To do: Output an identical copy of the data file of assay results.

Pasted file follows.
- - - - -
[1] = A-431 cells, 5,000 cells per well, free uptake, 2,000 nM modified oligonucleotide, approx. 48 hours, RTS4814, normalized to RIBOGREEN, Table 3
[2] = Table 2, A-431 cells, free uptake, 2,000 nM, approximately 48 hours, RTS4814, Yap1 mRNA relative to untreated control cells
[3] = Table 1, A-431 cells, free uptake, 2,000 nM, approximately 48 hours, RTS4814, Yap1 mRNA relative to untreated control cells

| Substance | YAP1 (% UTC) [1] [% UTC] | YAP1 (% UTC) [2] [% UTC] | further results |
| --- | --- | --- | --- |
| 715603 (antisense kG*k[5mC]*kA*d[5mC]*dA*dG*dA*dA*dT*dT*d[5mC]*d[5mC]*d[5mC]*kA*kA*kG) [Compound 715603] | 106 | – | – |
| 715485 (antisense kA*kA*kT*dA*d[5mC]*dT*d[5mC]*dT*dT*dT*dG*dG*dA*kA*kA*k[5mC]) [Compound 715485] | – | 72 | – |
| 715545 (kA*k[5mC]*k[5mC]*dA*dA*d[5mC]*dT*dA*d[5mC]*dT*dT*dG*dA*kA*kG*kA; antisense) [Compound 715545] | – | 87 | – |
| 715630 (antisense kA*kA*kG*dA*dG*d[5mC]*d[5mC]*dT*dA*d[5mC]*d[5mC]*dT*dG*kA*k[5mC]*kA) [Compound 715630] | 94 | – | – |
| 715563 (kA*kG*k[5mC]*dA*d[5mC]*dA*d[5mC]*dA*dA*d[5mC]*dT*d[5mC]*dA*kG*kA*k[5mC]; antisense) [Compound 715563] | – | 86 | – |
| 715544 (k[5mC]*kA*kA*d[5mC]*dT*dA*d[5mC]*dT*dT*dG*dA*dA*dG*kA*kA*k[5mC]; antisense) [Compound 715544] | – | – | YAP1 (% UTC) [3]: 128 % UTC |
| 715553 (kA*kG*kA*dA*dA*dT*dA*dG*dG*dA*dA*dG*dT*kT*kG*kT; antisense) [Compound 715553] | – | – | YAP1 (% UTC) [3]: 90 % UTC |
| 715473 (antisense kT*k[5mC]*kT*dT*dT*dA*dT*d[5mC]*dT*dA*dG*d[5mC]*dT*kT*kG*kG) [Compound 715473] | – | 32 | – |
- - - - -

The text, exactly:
[1] = A-431 cells, 5,000 cells per well, free uptake, 2,000 nM modified oligonucleotide, approx. 48 hours, RTS4814, normalized to RIBOGREEN, Table 3
[2] = Table 2, A-431 cells, free uptake, 2,000 nM, approximately 48 hours, RTS4814, Yap1 mRNA relative to untreated control cells
[3] = Table 1, A-431 cells, free uptake, 2,000 nM, approximately 48 hours, RTS4814, Yap1 mRNA relative to untreated control cells

| Substance | YAP1 (% UTC) [1] [% UTC] | YAP1 (% UTC) [2] [% UTC] | further results |
| --- | --- | --- | --- |
| 715603 (antisense kG*k[5mC]*kA*d[5mC]*dA*dG*dA*dA*dT*dT*d[5mC]*d[5mC]*d[5mC]*kA*kA*kG) [Compound 715603] | 106 | – | – |
| 715485 (antisense kA*kA*kT*dA*d[5mC]*dT*d[5mC]*dT*dT*dT*dG*dG*dA*kA*kA*k[5mC]) [Compound 715485] | – | 72 | – |
| 715545 (kA*k[5mC]*k[5mC]*dA*dA*d[5mC]*dT*dA*d[5mC]*dT*dT*dG*dA*kA*kG*kA; antisense) [Compound 715545] | – | 87 | – |
| 715630 (antisense kA*kA*kG*dA*dG*d[5mC]*d[5mC]*dT*dA*d[5mC]*d[5mC]*dT*dG*kA*k[5mC]*kA) [Compound 715630] | 94 | – | – |
| 715563 (kA*kG*k[5mC]*dA*d[5mC]*dA*d[5mC]*dA*dA*d[5mC]*dT*d[5mC]*dA*kG*kA*k[5mC]; antisense) [Compound 715563] | – | 86 | – |
| 715544 (k[5mC]*kA*kA*d[5mC]*dT*dA*d[5mC]*dT*dT*dG*dA*dA*dG*kA*kA*k[5mC]; antisense) [Compound 715544] | – | – | YAP1 (% UTC) [3]: 128 % UTC |
| 715553 (kA*kG*kA*dA*dA*dT*dA*dG*dG*dA*dA*dG*dT*kT*kG*kT; antisense) [Compound 715553] | – | – | YAP1 (% UTC) [3]: 90 % UTC |
| 715473 (antisense kT*k[5mC]*kT*dT*dT*dA*dT*d[5mC]*dT*dA*dG*d[5mC]*dT*kT*kG*kG) [Compound 715473] | – | 32 | – |